[ 361 Pa. Super. Page 104]
are drawn from the facts, and the application of the law are always subject to review. Supp, supra.
The court below decided the proper construction of the insurance policies in this case as a matter of law and these issues are not now before us.
The only contention raised on appeal is that the lower court committed error when it held Cynthia Palladino not to be the owner of the 200 SX Datsun roadster she was driving at the time of her death.*fn1 After careful consideration, we have concluded that Ms. Palladino had not accepted the vehicle under the provisions of Uniform Commercial Code Section 2-606, 13 Pa.C.S. § 2606, and accordingly affirm the decision of the lower court. The substantive issues involved in this action were well-stated and correctly decided by the learned trial judge.
We adopt the following portions of his opinion.
Bellefonte does not dispute that its policy would apply if the vehicle was owned by Gold Brand Datsun at the time of the accident. It argues, however, that the risk of loss had passed to Ms. Palladino because she had transferred her insurance coverage from her old car to the one in question and she was driving the car and had complete control of it at the moment of impact.
We find, nevertheless, that the transaction was not complete and that ownership of the vehicle had not passed to Ms. Palladino at the time of her death. She had not paid the balance of the money due nor had she signed the final papers. She was not free to take possession of the vehicle and leave the premises alone. At the time of the accident, Andrew Dunn, the salesman, was riding in the car with her as typical on a test drive.
[ 361 Pa. Super. Page 105]
Bellefonte argues that under the Pennsylvania Uniform Commercial Code, tender of the vehicle which conformed to the terms of the contract triggered Ms. Palladino's obligation to pay for it and that Gold Brand Datsun could have successfully compelled her to perform the contract. It bases its argument on the deposition and affidavit which it says show that there were no mechanical problems with the car and that all of Ms. Palladino's requests concerning optional equipment were fulfilled.
Bellefonte argues that Ms. Palladino had a right to reject the vehicle only if it failed to conform to the contract or to revoke her acceptance only under certain conditions. We find, however, that there was no acceptance. It was at this point in time that the transaction was cut short.
We cannot assume, as Bellefonte would have us, that if any substantial nonconformity had existed either Gold Brand Datsun's mechanic or Ms. Palladino would have discussed it upon entering the vehicle. Nor can we assume that had Ms. Palladino rejected the car, Gold Brand Datsun would have proved that it conformed in every respect to the terms of the contract.
The [Uniform Commercial Code] Code defines "acceptance" as follows:
What constitutes acceptance of goods
(a) General rule. -- Acceptance of goods occurs when the buyer:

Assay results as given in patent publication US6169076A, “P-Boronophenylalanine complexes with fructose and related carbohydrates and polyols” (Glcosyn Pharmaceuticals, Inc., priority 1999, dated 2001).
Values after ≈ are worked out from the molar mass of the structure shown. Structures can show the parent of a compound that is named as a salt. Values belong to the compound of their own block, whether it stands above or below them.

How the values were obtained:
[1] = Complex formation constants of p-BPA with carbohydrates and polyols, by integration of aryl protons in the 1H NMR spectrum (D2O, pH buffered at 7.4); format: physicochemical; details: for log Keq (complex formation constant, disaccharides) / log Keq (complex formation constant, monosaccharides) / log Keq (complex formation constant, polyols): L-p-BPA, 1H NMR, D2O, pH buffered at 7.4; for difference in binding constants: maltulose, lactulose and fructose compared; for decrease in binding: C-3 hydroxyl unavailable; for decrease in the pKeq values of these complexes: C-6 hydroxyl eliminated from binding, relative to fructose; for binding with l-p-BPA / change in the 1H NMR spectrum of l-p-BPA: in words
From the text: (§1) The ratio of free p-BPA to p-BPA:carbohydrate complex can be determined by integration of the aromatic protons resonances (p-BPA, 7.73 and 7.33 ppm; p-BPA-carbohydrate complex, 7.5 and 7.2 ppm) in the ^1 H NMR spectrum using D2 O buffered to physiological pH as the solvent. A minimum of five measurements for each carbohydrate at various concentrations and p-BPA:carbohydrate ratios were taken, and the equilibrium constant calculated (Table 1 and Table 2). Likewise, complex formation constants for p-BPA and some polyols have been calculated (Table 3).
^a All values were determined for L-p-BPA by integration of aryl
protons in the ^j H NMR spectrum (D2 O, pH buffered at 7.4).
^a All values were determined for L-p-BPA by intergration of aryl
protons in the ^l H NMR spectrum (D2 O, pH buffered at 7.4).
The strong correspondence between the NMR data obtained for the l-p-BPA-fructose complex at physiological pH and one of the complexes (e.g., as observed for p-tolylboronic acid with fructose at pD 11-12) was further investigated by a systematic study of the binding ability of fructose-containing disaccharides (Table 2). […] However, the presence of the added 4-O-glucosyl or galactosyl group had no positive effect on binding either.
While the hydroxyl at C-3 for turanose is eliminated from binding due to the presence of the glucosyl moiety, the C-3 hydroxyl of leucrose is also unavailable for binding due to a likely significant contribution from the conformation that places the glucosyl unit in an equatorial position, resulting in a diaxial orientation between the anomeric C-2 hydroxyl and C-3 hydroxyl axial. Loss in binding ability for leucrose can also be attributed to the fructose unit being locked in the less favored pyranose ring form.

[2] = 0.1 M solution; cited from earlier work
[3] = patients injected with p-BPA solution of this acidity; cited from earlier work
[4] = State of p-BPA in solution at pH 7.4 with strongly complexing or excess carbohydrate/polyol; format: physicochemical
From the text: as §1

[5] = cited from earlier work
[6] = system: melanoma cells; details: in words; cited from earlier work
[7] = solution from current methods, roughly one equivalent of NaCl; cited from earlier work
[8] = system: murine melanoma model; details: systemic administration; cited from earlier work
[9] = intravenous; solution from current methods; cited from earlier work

(1) after a reasonable opportunity to inspect the goods signifies to the seller that the goods are conforming or that he will take or retain them in spite of their nonconformity:
(2) fails to make an effective rejection (section 2602(a)), but such acceptance does not occur until the buyer has had a reasonable opportunity to inspect them; or
(3) does [any] act inconsistent with the ownership of the seller; but if such act is wrongful as against the seller it is an acceptance only if ratified by him.
[ 361 Pa. Super. Page 106]
(b) Part of Commercial unit. -- Acceptance of part of any commercial unit is acceptance of that entire unit.
13 [Pa.C.S.] § 2606 (emphasis added).
It is clear from the above that Ms. Palladino was entitled to a reasonable opportunity to inspect the vehicle before acceptance. This she did not have. The accident occurred as she was pulling out of Gold Brand Datsun's parking lot. We cannot conclude that any nonconformity or defect, substantial or insignificant, could have been discovered in such a short span of time. In light of the fact that there was no acceptance, ownership had not passed from Gold Brand Datsun to Ms. Palladino at the time of the accident. Therefore, Gold Brand Datsun's insurer, Bellefonte, must provide primary coverage.
Opinion, 2/28/86 at 6-8.
Appellant offers no reason why the lower court's reliance on Uniform Commercial Code Section 2-606 may have been improper. Instead, appellants assert in a conclusory fashion that Ms. Palladino was permitted a "reasonable time" to inspect and then to reject the Datsun 200 SX or to revoke her acceptance. It is obvious that Ms. Palladino had no time to test drive the car. It had barely left Gold Brand's sales lot. The gravamen of Appellants' argument is that had decedent lived, she would have accepted the car since it had no defects and, had she lived, the dealer could have compelled her to complete the transaction.
The question of what might have happened if the accident had not occurred is speculative and completely irrelevant to the issue of whether ownership of the vehicle had transferred at the moment of impact. The decedent was entitled to a reasonable opportunity to inspect the car under 13 Pa.C.S. § 2606(a)(1) and (2). She was deprived of the opportunity to do so. The transaction was permanently suspended at the point of decedent's test drive, forestalling any possibility that she would have a reasonable opportunity to inspect and accept the vehicle. We find no error.
The order of the lower court is affirmed.
The order of the lower court is affirmed.